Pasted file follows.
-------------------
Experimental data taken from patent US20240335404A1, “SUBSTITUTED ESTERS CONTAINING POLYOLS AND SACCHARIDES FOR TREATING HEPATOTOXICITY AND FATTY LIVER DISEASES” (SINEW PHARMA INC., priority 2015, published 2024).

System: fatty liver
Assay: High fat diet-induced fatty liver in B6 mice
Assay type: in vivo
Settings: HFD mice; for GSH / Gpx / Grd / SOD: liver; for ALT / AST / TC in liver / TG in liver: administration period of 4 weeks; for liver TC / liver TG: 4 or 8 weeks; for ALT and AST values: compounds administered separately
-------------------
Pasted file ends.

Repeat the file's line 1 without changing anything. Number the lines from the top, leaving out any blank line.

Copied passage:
Experimental data taken from patent US20240335404A1, “SUBSTITUTED ESTERS CONTAINING POLYOLS AND SACCHARIDES FOR TREATING HEPATOTOXICITY AND FATTY LIVER DISEASES” (SINEW PHARMA INC., priority 2015, published 2024).